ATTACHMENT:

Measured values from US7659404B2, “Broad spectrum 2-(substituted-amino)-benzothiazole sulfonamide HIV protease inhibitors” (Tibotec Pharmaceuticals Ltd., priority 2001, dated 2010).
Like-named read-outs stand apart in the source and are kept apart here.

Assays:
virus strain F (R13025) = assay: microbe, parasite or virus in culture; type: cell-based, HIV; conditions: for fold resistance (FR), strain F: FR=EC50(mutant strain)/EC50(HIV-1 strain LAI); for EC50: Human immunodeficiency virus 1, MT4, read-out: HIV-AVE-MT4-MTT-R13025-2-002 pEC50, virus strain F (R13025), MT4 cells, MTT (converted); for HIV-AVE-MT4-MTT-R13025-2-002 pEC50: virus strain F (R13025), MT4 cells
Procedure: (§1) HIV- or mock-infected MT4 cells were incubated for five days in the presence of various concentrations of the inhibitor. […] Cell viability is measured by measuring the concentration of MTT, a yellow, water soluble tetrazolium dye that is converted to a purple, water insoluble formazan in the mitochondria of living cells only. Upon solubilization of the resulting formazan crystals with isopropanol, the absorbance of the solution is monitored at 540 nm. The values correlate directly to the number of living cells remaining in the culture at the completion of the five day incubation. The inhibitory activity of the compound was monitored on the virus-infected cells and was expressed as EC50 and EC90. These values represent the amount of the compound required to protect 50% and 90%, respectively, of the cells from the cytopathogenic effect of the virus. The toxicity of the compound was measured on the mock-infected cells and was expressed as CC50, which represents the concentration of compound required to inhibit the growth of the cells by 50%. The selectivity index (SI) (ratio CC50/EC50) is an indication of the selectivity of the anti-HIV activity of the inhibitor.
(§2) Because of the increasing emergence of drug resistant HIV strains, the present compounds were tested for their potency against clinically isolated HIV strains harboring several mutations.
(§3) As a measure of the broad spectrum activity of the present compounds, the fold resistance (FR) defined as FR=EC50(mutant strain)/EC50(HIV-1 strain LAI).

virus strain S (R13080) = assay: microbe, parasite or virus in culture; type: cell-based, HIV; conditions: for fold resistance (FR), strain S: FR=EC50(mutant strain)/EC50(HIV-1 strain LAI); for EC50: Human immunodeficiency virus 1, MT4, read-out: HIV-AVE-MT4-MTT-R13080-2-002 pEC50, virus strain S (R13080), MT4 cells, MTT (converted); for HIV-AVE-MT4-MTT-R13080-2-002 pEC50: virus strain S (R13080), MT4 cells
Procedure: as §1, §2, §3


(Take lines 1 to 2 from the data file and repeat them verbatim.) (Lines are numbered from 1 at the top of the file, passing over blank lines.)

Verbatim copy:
Measured values from US7659404B2, “Broad spectrum 2-(substituted-amino)-benzothiazole sulfonamide HIV protease inhibitors” (Tibotec Pharmaceuticals Ltd., priority 2001, dated 2010).
Like-named read-outs stand apart in the source and are kept apart here.